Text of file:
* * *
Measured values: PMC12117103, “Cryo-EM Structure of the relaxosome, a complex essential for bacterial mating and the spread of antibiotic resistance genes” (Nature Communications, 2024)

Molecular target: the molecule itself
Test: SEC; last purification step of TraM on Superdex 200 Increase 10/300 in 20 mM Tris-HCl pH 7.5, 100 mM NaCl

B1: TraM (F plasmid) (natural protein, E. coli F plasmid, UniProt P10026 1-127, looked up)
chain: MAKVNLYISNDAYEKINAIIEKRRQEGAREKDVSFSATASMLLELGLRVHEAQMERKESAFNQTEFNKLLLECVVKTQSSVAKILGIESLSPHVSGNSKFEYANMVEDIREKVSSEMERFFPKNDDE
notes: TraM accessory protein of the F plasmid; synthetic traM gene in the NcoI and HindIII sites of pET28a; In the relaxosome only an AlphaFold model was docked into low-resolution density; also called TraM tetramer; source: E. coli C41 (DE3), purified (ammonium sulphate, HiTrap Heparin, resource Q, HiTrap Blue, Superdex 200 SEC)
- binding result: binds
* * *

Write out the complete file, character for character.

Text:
Measured values: PMC12117103, “Cryo-EM Structure of the relaxosome, a complex essential for bacterial mating and the spread of antibiotic resistance genes” (Nature Communications, 2024)

Molecular target: the molecule itself
Test: SEC; last purification step of TraM on Superdex 200 Increase 10/300 in 20 mM Tris-HCl pH 7.5, 100 mM NaCl

B1: TraM (F plasmid) (natural protein, E. coli F plasmid, UniProt P10026 1-127, looked up)
chain: MAKVNLYISNDAYEKINAIIEKRRQEGAREKDVSFSATASMLLELGLRVHEAQMERKESAFNQTEFNKLLLECVVKTQSSVAKILGIESLSPHVSGNSKFEYANMVEDIREKVSSEMERFFPKNDDE
notes: TraM accessory protein of the F plasmid; synthetic traM gene in the NcoI and HindIII sites of pET28a; In the relaxosome only an AlphaFold model was docked into low-resolution density; also called TraM tetramer; source: E. coli C41 (DE3), purified (ammonium sulphate, HiTrap Heparin, resource Q, HiTrap Blue, Superdex 200 SEC)
- binding result: binds